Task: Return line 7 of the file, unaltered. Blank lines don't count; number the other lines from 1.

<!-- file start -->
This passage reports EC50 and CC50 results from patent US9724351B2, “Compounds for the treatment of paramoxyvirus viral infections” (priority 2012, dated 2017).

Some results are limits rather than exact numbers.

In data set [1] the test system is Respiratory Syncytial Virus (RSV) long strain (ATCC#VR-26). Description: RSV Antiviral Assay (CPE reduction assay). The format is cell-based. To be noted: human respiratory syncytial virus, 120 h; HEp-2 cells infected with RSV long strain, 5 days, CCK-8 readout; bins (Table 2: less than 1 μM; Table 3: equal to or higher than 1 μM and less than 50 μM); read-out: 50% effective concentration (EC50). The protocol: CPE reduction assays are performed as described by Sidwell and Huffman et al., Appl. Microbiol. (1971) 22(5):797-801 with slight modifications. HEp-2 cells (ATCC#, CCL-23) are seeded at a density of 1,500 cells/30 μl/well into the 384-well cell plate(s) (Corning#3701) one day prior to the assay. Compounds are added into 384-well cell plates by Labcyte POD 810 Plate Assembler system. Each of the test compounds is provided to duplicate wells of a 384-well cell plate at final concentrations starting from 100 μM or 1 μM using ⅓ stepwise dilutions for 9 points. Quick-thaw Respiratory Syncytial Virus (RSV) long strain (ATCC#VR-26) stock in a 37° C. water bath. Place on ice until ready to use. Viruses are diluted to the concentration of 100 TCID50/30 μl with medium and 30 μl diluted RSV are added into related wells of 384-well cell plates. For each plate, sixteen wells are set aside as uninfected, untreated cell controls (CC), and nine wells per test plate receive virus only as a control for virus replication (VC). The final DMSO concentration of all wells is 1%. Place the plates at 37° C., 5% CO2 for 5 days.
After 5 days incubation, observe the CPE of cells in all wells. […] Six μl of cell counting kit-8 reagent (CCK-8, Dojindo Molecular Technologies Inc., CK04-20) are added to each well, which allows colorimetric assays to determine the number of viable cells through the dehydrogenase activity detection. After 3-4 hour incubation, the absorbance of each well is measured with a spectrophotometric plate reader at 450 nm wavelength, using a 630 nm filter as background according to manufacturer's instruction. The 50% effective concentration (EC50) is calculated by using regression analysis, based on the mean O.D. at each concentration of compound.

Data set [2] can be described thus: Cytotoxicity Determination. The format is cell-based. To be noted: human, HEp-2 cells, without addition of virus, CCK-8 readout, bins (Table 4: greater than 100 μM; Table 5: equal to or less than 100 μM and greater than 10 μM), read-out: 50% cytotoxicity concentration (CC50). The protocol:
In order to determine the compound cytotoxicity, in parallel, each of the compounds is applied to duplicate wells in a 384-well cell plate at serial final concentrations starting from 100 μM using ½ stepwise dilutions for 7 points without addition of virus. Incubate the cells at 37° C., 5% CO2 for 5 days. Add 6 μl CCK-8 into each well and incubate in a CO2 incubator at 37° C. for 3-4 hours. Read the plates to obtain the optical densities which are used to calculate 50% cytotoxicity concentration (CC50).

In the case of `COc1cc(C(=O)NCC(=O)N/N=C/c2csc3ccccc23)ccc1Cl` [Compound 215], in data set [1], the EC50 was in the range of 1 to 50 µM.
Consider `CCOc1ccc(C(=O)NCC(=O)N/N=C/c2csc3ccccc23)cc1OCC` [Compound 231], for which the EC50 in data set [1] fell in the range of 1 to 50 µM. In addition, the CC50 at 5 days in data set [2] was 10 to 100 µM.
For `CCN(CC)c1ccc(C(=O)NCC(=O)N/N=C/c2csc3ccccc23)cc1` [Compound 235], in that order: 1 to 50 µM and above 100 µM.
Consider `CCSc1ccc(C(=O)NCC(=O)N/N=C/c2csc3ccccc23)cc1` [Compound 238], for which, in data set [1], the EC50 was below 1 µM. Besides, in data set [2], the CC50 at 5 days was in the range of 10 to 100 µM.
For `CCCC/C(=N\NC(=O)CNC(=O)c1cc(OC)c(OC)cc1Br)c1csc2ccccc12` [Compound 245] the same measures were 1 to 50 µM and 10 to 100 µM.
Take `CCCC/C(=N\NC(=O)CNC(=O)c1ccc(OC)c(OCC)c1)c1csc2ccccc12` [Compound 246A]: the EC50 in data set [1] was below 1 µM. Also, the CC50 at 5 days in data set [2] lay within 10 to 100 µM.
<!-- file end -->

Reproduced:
In the case of `COc1cc(C(=O)NCC(=O)N/N=C/c2csc3ccccc23)ccc1Cl` [Compound 215], in data set [1], the EC50 was in the range of 1 to 50 µM.